If you guessed that they are all outstanding examples of natural or cultural features then you're right. If you guessed they are all World Heritage Sites, then you've won the crate of beer. Out of a global list of just over 1,000 locations, 28 World Heritage Sites are in the UK and another 11 are on the tentative list.
So, as we celebrate the Royal Town Planning Institute (RTPI)’s centenary, what better way to mark it than to promote England’s garden cities as World Heritage Sites? Letchworth and Welwyn Garden Cities have been places of pilgrimage for professionals since the RTPI was founded and even now continue to receive interest from home and abroad.
The first of Ebenezer Howard’s social cities, the pair are living and working proof of his revolutionary and successful ideas. The garden cities were designed for healthy living long before the term environmental sustainability was minted and Howard’s "intellectual property rights" not only formed the basis for the UK new towns programme, but also countless towns and cities around the world from Radburn to Chandigarh.
Now there is an unsurprising but welcome resurgence of interest in garden cities. Around the world, politicians and investors recognise that a development-averse public wants something other than more of the same. World Heritage status will promote understanding of Howard’s unique economic model more widely.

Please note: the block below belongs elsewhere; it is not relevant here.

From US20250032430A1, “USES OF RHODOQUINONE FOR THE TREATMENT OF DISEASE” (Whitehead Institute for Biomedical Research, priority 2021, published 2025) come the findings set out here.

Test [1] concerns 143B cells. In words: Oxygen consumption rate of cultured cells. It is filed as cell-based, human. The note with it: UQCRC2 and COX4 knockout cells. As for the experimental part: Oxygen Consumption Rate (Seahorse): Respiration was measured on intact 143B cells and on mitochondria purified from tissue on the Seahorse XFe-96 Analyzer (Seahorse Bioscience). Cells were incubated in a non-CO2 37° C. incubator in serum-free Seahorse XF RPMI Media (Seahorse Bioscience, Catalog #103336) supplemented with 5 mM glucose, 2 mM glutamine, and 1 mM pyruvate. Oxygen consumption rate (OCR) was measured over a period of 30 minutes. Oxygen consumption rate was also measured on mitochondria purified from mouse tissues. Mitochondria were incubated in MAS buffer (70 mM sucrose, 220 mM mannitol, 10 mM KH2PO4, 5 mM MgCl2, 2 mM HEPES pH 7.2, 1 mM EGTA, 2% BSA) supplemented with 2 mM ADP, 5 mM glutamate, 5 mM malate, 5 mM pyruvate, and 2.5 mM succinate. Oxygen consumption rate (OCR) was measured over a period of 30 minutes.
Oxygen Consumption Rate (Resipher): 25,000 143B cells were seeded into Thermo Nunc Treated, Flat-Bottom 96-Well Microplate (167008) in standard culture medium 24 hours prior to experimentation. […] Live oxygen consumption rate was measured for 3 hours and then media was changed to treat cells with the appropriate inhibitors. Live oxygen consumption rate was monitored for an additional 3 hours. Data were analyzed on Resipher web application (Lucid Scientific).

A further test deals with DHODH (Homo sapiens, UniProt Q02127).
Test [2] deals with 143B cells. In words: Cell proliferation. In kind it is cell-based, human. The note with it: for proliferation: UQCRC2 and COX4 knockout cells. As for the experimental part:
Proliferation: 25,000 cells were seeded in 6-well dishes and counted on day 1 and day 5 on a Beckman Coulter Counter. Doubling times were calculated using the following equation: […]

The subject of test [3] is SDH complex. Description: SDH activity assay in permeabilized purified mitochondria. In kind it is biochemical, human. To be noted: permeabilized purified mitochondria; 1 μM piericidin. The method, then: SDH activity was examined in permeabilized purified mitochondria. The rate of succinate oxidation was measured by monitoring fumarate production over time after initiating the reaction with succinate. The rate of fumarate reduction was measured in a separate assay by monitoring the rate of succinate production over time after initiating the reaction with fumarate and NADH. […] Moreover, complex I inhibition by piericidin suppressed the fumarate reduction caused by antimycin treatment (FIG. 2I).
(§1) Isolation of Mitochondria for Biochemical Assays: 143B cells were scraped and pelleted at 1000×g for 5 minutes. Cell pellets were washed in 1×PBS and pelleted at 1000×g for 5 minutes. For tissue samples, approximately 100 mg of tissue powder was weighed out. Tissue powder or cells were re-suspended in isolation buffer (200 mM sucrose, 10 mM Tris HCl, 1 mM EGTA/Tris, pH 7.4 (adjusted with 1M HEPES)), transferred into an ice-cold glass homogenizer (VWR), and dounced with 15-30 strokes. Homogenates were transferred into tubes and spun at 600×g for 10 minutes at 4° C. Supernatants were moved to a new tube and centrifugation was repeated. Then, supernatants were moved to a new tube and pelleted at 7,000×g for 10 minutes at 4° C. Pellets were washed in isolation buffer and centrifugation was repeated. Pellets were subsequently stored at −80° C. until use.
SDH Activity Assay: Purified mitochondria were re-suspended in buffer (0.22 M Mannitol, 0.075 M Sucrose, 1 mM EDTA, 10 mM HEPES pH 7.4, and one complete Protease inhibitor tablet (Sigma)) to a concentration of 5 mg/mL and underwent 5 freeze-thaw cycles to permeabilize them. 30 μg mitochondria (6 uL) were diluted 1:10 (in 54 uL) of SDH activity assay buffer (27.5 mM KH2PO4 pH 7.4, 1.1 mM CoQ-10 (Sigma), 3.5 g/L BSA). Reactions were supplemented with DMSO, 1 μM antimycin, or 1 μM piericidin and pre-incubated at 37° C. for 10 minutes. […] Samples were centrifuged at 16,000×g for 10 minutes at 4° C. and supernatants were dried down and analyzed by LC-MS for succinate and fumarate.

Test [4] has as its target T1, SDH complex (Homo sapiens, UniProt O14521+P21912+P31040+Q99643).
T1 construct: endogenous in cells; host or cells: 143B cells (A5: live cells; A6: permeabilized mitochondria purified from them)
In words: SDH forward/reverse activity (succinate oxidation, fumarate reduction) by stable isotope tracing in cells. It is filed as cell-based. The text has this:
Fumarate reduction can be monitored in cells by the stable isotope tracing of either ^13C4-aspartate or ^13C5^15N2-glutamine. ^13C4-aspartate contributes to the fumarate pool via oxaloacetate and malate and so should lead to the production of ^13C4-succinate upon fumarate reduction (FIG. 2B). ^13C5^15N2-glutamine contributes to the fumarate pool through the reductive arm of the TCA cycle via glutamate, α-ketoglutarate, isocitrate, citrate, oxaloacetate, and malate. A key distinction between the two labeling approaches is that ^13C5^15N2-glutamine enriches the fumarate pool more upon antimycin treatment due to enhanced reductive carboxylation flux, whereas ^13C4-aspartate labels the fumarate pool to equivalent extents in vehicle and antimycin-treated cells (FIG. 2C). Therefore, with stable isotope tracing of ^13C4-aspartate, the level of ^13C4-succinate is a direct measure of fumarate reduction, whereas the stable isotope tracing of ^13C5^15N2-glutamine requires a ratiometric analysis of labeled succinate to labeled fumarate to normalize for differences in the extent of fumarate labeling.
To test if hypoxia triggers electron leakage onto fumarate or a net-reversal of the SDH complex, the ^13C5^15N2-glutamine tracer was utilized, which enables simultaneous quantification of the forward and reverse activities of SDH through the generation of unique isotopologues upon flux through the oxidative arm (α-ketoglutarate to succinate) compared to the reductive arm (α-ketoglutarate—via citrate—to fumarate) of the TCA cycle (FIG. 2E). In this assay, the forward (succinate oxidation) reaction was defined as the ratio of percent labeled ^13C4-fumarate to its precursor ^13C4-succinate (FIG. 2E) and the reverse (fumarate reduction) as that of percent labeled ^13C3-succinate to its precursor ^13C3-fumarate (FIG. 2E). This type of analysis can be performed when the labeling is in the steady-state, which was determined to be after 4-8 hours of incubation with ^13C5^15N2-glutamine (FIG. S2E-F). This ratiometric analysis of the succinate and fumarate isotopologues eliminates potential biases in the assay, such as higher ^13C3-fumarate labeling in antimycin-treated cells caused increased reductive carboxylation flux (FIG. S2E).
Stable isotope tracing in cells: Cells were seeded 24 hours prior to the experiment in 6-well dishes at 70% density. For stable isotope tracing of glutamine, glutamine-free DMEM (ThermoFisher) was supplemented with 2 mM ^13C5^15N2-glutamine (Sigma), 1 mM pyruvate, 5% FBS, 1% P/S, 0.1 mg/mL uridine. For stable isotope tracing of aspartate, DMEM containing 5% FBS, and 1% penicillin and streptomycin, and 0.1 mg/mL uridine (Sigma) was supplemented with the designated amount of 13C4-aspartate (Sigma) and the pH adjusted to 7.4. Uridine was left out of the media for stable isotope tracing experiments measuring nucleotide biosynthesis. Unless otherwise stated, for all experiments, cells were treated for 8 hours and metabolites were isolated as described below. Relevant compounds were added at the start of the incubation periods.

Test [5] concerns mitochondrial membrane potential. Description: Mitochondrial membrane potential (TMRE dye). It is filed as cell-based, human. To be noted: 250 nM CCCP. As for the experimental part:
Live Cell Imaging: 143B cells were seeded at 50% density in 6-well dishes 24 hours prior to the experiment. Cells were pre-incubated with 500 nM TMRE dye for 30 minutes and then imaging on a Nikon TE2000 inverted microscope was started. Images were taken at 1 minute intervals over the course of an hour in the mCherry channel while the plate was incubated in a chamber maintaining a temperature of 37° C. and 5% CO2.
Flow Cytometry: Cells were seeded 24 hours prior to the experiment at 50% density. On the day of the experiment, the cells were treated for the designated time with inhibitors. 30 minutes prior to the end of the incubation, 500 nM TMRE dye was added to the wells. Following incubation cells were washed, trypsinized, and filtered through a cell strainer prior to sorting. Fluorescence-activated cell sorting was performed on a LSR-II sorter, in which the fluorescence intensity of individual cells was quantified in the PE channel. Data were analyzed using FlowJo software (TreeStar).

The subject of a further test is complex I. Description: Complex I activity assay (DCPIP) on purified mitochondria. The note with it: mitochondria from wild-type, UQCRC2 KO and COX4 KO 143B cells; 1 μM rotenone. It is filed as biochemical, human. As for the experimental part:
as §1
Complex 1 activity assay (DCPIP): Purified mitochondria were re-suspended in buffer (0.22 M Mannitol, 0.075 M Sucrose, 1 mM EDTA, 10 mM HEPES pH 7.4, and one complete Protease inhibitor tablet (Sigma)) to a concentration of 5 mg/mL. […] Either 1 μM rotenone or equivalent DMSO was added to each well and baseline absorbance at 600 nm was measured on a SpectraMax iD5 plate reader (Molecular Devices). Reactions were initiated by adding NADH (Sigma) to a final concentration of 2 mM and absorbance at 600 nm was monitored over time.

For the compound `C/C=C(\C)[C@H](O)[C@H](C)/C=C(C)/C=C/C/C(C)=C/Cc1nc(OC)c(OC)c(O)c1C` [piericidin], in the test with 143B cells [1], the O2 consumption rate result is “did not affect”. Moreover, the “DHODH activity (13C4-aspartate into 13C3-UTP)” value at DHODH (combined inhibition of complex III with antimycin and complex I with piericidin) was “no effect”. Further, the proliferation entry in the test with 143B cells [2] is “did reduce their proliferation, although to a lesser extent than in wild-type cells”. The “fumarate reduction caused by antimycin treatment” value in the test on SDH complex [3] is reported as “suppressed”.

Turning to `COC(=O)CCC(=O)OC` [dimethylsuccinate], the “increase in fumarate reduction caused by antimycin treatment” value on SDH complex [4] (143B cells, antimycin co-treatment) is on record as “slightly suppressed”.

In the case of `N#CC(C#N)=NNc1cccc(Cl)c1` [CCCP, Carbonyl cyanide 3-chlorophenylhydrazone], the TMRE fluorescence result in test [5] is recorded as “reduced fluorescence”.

A note of caution, however. I have been told by those that know that inscription is a process that makes strong men weep. The bid would not only have to clear hurdles at English Heritage and the Department for Media, Culture and Sport, but also international juries at UNESCO, the final arbiters and keeper of the list. And it’s important that any bid should be owned by garden city citizens themselves. A tighter planning regime may concern some and increased visitor numbers might disturb others.
But Letchworth and Welwyn Garden citizens have always had an additional layer of planning control exercised through their respective estate management schemes, and frankly, if you choose to live or develop in a special place you should be prepared to accept the rules that are there for the good of all. The upside would be the investment and jobs that the listing brand brings in a global market.
So who should take the lead? The Town and Country Planning Association (TCPA) is the obvious candidate and the RTPI should be a cheerleader too. What better way to promote British planning – as immediate RTPI past president Peter Geraghty wants – than to showcase the UK exemplar that continues to inspire a global audience? Let’s do it. This is not a time to weep but time for celebration!
Graeme Bell OBE is a Welwyn Garden City citizen and a vice-president of the TCPA